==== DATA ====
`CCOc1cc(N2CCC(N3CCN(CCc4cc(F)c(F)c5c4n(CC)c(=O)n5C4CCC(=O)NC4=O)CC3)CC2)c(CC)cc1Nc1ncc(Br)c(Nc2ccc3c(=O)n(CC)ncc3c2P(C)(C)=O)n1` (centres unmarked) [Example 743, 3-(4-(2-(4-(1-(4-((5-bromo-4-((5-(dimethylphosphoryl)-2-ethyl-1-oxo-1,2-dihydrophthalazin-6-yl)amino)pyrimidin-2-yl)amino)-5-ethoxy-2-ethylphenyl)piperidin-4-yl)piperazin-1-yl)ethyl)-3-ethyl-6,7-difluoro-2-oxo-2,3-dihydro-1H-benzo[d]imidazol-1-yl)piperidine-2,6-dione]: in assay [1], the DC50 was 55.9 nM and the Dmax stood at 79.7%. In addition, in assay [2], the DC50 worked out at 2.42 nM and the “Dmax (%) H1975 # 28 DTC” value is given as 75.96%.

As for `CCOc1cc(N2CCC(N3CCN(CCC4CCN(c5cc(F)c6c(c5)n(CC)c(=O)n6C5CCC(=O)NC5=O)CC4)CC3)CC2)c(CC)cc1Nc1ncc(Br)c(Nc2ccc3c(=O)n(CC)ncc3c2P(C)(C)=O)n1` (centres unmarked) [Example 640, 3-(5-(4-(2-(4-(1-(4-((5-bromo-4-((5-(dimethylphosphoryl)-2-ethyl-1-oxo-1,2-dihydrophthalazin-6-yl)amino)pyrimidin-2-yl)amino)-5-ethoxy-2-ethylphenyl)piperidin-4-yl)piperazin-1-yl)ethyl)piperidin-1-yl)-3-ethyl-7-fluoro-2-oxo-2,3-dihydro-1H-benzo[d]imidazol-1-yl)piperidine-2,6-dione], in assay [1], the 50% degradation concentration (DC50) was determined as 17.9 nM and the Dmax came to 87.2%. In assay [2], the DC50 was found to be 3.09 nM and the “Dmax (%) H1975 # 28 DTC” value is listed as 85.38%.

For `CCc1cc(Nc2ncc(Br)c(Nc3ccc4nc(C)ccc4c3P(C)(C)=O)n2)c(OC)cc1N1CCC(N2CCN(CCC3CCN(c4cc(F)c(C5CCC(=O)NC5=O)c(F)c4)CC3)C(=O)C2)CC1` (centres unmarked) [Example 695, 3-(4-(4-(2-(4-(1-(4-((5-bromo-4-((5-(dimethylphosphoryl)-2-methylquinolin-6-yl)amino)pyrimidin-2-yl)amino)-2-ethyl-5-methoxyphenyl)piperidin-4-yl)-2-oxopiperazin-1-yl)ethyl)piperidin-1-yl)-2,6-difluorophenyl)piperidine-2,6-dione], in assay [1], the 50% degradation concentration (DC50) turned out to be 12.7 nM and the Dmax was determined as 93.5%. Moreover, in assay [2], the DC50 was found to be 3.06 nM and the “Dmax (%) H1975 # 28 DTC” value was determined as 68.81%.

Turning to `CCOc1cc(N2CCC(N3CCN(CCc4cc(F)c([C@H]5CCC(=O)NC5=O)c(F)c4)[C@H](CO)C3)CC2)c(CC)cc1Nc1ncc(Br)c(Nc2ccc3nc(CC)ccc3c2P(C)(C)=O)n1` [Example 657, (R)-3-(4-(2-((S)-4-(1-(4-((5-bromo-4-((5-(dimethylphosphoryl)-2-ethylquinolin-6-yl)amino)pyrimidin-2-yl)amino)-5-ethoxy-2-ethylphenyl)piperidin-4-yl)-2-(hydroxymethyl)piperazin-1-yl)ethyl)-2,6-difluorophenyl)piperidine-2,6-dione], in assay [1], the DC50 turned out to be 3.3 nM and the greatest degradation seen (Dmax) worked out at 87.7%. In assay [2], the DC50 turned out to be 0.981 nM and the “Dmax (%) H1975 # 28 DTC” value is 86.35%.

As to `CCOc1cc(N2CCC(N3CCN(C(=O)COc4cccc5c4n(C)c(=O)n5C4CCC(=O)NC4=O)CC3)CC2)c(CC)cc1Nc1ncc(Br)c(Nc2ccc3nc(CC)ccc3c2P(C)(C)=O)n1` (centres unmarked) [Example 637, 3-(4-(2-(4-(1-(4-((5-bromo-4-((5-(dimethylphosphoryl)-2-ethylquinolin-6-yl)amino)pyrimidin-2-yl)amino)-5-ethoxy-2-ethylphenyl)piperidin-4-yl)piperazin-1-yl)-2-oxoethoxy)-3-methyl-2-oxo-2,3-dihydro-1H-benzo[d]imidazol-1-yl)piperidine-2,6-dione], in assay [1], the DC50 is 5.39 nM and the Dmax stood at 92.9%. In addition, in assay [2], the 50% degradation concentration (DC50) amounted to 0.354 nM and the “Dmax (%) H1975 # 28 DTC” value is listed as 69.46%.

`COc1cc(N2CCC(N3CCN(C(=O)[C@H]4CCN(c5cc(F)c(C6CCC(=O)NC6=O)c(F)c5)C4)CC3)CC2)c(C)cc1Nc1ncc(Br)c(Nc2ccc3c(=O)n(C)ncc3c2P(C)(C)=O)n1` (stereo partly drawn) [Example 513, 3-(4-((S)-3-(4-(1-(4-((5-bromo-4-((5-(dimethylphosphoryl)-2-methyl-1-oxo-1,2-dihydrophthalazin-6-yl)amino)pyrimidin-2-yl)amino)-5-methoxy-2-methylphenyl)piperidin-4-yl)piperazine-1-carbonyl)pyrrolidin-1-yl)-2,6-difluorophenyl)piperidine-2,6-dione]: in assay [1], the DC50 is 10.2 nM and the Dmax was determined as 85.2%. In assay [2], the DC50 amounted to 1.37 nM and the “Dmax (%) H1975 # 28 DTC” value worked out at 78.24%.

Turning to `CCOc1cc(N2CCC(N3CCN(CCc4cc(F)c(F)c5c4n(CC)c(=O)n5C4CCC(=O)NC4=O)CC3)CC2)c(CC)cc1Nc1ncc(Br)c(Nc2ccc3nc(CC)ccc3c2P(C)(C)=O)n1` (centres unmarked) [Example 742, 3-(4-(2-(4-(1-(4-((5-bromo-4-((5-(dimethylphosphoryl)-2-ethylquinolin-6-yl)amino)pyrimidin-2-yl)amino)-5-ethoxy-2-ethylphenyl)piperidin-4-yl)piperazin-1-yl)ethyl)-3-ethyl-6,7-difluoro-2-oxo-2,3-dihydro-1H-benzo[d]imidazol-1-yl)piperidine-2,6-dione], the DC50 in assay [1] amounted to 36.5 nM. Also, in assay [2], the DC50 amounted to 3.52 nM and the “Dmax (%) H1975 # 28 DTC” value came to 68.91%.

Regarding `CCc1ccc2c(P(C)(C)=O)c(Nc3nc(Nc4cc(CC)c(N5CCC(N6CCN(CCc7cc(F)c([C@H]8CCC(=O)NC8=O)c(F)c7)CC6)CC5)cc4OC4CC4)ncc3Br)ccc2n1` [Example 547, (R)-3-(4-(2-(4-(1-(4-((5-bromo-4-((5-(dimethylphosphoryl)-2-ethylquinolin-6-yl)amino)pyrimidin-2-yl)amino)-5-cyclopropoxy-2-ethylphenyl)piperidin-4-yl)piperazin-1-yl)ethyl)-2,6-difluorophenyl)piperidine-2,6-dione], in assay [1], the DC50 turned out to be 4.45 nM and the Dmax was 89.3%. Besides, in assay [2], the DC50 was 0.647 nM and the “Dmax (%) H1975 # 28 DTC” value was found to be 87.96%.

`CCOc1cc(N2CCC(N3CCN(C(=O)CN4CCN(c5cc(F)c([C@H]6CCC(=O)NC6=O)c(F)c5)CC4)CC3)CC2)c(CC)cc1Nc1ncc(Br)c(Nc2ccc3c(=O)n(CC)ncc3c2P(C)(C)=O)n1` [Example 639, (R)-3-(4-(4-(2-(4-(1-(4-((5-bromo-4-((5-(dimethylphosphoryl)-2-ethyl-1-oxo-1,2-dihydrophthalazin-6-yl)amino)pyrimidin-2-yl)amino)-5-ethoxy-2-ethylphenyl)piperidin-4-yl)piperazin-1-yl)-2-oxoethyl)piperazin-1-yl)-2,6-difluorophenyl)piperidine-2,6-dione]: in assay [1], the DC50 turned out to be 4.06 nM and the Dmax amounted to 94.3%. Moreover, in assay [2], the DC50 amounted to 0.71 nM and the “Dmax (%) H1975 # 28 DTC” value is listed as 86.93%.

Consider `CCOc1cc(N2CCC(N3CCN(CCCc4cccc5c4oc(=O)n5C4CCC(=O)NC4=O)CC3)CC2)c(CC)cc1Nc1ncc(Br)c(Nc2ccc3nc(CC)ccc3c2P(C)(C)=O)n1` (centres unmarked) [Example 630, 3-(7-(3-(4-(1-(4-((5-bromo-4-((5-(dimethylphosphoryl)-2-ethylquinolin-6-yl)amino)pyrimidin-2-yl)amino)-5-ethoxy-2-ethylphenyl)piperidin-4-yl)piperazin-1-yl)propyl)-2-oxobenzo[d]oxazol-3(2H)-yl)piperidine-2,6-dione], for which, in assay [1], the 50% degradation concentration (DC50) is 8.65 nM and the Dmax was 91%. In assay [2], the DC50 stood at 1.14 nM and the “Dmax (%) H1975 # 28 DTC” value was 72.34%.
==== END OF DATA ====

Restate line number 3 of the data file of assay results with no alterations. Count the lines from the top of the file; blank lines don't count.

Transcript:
For `CCc1cc(Nc2ncc(Br)c(Nc3ccc4nc(C)ccc4c3P(C)(C)=O)n2)c(OC)cc1N1CCC(N2CCN(CCC3CCN(c4cc(F)c(C5CCC(=O)NC5=O)c(F)c4)CC3)C(=O)C2)CC1` (centres unmarked) [Example 695, 3-(4-(4-(2-(4-(1-(4-((5-bromo-4-((5-(dimethylphosphoryl)-2-methylquinolin-6-yl)amino)pyrimidin-2-yl)amino)-2-ethyl-5-methoxyphenyl)piperidin-4-yl)-2-oxopiperazin-1-yl)ethyl)piperidin-1-yl)-2,6-difluorophenyl)piperidine-2,6-dione], in assay [1], the 50% degradation concentration (DC50) turned out to be 12.7 nM and the Dmax was determined as 93.5%. Moreover, in assay [2], the DC50 was found to be 3.06 nM and the “Dmax (%) H1975 # 28 DTC” value was determined as 68.81%.